Figure 2 Percentage of all patients taking nonsteroidal anti-inflammatory agents who reported gastrointestinal symptoms. Rx = prescription.

Jones and Tait also found that NSAID users were more likely to stop taking these agents because of constipation than because of dyspepsia. In our six-week observational study, the low incidence of constipation and diarrhea might also help explain our low reported dropout rate. A longer period of follow-up might have increased the number of patients who discontinued NSAIDs.

Our study did not address physician management of NSAID-associated dyspepsia. Algorithms in the literature for physician management of dyspepsia with no “alarm symptoms” (i.e., bleeding, anemia, or weight loss) include:

• discontinuing the NSAID, if possible.

• decreasing the dose.

• switching to another class of NSAIDs.
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they prescribed the NSAID. In any event, the patients indicated that they did not consult their physicians when symptoms of dyspepsia developed. Instead, they used their own remedies to manage their dyspeptic symptoms by stopping the medicine, lowering the dose, taking NSAIDs with food, or adding non-prescription histamine H2-blockers or antacids.
Our study was observational in design, with no control group, and we did not account for baseline GI diagnoses such as gastroesophageal reflux disease (GERD) or peptic ulcer disease, which would influence symptoms and medication usage. For these reasons, we cannot definitively attribute the GI symptoms of our patients to the use of NSAIDs.

Regardless of the cause of the symptoms, we found that most patients tolerated and managed their upper GI symptoms without calling their physicians and continued taking NSAIDs as long as they provided pain relief. We did not assess patients’ perceptions of how accessible their physician was for follow-up visits or for telephone consultations regarding the management of side effects. Many factors (e.g., type of insurance coverage, office scheduling, and telephone systems) might have affected patients’ perceptions of the physicians’ availability. In addition, the racial mix and the predominance of women in our sample, although not reflective of the U.S. population as a whole, were representative of the urban Philadelphia practices from which subjects were recruited. Our study results might not be generalizable to the wider population of older patients.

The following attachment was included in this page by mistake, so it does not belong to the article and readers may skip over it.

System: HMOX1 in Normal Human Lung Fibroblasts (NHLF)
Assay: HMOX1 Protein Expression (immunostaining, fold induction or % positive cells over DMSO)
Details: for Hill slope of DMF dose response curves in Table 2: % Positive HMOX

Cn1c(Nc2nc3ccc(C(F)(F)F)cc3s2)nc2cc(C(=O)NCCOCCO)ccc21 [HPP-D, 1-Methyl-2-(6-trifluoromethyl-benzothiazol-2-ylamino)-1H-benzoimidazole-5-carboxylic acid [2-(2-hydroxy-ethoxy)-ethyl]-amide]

Although we made attempts not to influence the behavior of either physicians or patients, the enrollment of patients by research assistants at the index visit and the administration of three surveys may have affected patients’ medication-taking routines and their reporting of symptoms. Consistent with this, we found that nearly all patients reported less pain and general improvement at their follow-up visits, perhaps because of the involvement of the research assistants.

Physicians who treat patients with chronic NSAID therapy are likely to be most concerned about the 1% to 4% rate of serious adverse GI events (perforations, symptomatic ulcers, and bleeding). These events can occur without warning; in fact, 81% of patients with serious adverse GI complications reported no prior dyspepsia. Patients, however, do have other concerns. The American Gastroenterological Association, in a survey of 807 patients who had taken NSAIDs, found that 75% of regular NSAID users did not know about—or were unconcerned about—NSAID-related GI complications. buy cialis soft tabs

Our study suggests that physicians should be proactive when informing patients about possible side effects associated with NSAID use. Older patients are more likely to have chronic medical problems for which NSAIDs are commonly prescribed. Because older patients usually continue to take

NSAIDs despite symptoms as long as the medications are providing relief, physicians should help patients to recognize warning signals and should review strategies for avoiding or managing side effects at follow-up visits.